Aboriginal and Torres Strait Islander health leaders and organisations are credited with leading an extraordinary COVID-19 response in 2020 which kept Aboriginal and Torres Strait Islander communities safe, and meant that there was not one Aboriginal death from COVID-19. In response to the recent COVID-19 outbreaks across the country, Aboriginal Community Controlled Health Organisations have again gone into overdrive to help protect their communities.
This is why it’s so strange and concerning that NACCHO, the National Aboriginal Community Controlled Health Organisation, was excluded from the first meeting of Operation COVID Shield, the national COVID-19 vaccine taskforce, on Tuesday (6 July).
The National Closing the Gap Agreement promises an unprecedented shift to shared decision-making with Aboriginal and Torres Strait Islander leaders to close the gap in health outcomes between Aboriginal and Torres Strait Islander Peoples and other Australians. This Agreement recognises that the Australian and State and Territory Governments must ‘listen to the voices and aspirations of Aboriginal and Torres Strait Islander Peoples’ and change the way they work in response.
Shared decision-making means both sides have an equal say, in all parts of the process. It can’t just be when it suits the government, and it can’t go out the window in a crisis.
Thirty years ago, in the spirit of self-determination, Professor Fred Hollows said Aboriginal people “will not be healthy until they are running their own health services”. This remains true today. Aboriginal and Torres Strait Islander Peoples must be involved in every stage of the design and delivery of the COVID-19 vaccine roll out. Despite the early successes in 2020, Aboriginal and Torres Strait Islander communities are still amongst the most vulnerable to COVID-19. NACCHO and other Aboriginal and Torres Strait Islander organisations have the right knowledge and are in the right place to design and lead a vaccination program for their own communities that is culturally safe and accessible. The Australian Government does not have this expertise.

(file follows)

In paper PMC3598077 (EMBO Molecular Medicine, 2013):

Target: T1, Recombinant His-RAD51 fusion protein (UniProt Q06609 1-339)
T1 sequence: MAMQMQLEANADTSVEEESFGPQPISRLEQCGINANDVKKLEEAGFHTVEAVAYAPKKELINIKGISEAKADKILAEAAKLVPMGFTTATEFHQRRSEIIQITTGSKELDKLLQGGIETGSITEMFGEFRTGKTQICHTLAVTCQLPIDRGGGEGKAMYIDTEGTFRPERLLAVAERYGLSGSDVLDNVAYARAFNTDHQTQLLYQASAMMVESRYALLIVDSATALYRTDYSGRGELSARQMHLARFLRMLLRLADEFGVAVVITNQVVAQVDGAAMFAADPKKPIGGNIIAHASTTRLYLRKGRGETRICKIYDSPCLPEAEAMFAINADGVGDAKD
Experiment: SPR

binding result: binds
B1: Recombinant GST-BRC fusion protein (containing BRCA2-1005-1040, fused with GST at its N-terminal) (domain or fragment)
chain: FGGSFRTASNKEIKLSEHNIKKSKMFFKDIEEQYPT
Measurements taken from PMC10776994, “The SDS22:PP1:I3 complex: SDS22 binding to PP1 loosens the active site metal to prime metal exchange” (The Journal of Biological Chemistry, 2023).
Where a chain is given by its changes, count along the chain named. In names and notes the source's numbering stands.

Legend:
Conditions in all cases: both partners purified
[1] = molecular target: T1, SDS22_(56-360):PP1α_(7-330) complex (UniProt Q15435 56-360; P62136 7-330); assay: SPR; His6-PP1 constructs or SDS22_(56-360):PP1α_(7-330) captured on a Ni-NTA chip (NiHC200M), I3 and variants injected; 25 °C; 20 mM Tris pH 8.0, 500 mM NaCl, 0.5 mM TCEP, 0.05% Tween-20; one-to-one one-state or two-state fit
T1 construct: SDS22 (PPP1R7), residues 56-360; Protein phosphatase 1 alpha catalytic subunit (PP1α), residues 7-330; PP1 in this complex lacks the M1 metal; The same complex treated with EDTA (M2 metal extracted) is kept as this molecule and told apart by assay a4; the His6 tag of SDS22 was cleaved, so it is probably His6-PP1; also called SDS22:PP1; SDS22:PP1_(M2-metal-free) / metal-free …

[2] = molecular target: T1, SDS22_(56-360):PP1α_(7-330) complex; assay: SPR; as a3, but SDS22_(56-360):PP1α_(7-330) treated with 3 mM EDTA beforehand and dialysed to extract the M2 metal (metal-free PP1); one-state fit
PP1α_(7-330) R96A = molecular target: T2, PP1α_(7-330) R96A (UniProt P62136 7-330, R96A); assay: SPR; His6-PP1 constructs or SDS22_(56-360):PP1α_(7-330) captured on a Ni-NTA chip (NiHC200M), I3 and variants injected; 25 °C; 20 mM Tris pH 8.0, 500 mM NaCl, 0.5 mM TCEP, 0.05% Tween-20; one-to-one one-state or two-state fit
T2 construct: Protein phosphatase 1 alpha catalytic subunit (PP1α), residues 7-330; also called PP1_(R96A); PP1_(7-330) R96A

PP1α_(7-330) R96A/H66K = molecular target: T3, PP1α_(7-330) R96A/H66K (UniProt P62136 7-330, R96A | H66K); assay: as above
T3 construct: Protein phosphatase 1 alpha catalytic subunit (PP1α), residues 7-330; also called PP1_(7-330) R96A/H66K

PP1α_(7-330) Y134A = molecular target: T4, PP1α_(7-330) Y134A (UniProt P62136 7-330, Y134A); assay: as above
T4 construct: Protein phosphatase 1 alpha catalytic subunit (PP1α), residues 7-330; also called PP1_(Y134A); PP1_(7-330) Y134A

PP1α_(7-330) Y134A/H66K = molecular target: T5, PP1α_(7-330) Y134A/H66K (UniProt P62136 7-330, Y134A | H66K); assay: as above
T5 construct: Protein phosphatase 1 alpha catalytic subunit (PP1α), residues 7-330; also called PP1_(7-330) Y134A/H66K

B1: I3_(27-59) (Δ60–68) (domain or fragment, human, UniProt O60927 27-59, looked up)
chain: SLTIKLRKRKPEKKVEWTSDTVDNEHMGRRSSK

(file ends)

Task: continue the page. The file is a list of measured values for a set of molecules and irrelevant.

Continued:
As allies, it’s the role of non-Indigenous organisations to support the calls of Aboriginal and Torres Strait Islander leadership. We must rally in the cry that the only right thing for the Australian Government to do is partner with NACCHO Aboriginal community-controlled organisations in making such critical decisions. We must join our voices and demand that governments do better and live up to the commitments of the National Closing the Gap Agreement.
The theme for this year’s NAIDOC week is Heal Country. Part of that healing is learning from past injustices and making sure Aboriginal and Torres Strait Islander Peoples have a rightful seat at the table in making decisions that will affect them now, and at all times in the future. A very simple and small step towards that is to listen and include Aboriginal and Torres Strait Islander leaders in the COVID-19 vaccine roll out. Not in subsequent meetings, not at some time in the future. Right now, from the start, every step of the way.
PHOTO CREDIT: Barry Skipsey